As the get-tough policy began to warm up, the stats soared. In 1993, there were 3,400 complaints of police brutality brought before the Civilian Complaint Review Board in New York. In 1994, 4,900. In 1995, 5,612. In 1996, 5,592. That's a 60 percent increase in those years.

It's true the numbers went down 20 percent in the first six months of this year, but some argue this is because people, noting the toothlessness of the CCRB, have given up complaining. There's some evidence for that, too. Only 4.5 percent of complaints ever get substantiated, and only 1 percent of cops facing a substantiated complaint ever get disciplined. As for racism, we can note the fact that about half of all complainers are black, way above their demographic weight.

Are the cops stressed, some of them to the level that they become torturers? Of course they're stressed, by the demand they deliver the stats that will re-elect Giuliani. They have to process the poor off the streets, the same way UPS handlers and sorters have to handle up to 1,200 packages an hour. It's what the system -- Giuliani's system -- has demanded of them.

Norman Siegel of the New York Civil Liberties Union said the other day he reckoned that maybe 6 percent of the 38,000 or so New York cops are "bad." Under certain conditions, 90 percent of any group can be bad. When Professor Philip Zimbardo set up a fake prison at Stanford in the 1960s, they had to suspend the experiment after three days because student "guards" had already started torturing student "prisoners."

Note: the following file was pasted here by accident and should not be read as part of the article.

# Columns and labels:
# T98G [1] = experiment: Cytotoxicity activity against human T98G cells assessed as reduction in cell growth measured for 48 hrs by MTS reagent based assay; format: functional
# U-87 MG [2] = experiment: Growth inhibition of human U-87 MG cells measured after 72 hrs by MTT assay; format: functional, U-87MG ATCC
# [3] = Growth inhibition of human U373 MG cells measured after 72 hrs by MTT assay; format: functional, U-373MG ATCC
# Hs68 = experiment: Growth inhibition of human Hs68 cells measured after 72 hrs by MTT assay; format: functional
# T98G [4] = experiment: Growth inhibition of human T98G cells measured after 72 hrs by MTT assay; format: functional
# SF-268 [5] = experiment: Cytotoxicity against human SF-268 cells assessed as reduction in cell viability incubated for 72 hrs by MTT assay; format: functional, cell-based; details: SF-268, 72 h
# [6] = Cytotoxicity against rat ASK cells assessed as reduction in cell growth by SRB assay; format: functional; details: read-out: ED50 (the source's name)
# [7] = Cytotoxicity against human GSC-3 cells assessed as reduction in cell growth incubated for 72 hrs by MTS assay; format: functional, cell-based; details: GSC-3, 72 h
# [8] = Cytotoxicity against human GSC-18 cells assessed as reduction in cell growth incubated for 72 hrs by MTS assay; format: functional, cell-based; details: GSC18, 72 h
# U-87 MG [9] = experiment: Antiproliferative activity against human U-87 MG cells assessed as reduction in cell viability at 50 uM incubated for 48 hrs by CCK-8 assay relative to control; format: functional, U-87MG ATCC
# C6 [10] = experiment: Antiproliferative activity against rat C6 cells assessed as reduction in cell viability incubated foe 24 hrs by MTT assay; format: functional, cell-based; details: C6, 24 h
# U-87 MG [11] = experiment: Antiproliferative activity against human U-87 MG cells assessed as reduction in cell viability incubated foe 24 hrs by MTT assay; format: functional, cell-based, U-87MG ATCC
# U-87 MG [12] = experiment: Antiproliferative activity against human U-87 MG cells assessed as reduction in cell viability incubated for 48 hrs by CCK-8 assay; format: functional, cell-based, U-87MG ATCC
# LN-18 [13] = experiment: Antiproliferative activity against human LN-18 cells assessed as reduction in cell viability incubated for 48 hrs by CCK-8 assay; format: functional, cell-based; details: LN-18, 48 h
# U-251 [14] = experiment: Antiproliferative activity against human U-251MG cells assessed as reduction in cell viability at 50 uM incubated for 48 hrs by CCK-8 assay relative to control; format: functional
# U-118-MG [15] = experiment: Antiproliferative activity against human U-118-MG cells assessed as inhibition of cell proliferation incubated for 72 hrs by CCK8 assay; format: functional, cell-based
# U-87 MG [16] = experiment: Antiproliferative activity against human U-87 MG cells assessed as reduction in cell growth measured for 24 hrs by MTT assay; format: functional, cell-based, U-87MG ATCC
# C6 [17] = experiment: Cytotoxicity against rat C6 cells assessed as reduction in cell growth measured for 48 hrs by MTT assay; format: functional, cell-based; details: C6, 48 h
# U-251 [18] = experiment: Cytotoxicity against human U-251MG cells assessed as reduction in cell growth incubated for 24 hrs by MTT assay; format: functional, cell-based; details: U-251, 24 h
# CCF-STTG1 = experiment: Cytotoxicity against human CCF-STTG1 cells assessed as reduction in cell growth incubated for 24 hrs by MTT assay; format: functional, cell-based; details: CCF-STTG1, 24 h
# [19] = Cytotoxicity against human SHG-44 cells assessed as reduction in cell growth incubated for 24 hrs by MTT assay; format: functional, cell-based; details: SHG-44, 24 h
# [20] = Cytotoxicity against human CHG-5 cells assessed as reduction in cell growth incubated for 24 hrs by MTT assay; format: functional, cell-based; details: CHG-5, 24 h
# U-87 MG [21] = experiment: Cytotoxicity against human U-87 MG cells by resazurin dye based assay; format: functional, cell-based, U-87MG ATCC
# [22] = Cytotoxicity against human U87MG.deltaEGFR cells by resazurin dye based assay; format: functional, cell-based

Circumstances, stresses, not to mention direct orders and indirect exhortations, can create monsters. The day before the Louima case broke, The New York Times ran a story about an Argentinian military torturer being assaulted by some of his former victims who'd spied him walking the streets or in a nightclub. He and other officers in his cohort felt aggrieved, the Times story reported. After all, he and the other torturers had only been following orders. Why weren't their commanding officers catching the heat?

Those cops in Brooklyn were following orders, the same as Calley and his men. In the rhetoric of repression, an order is always a little more than an order. There are always some lines to read between, things the supervisor will not directly say, will always deny but which he expects to be done. All the way back to the murder of Thomas a Becket, world history is littered with the inquests, commissions of inquiry, war crime tribunals, courts-martial nervously picking at the questions: Who gave the orders? What did the orders mean?

No, of course, Giuliani didn't say, "Take a Haitian into the john and torture him." He just wanted a pacification program, the same way the instigators of My Lai did. And as always happens, the pacifiers, the latent perverts and threshold psychopaths knew they had the green light.

© Creators Syndicate

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Albion Monitor August 31, 1997 (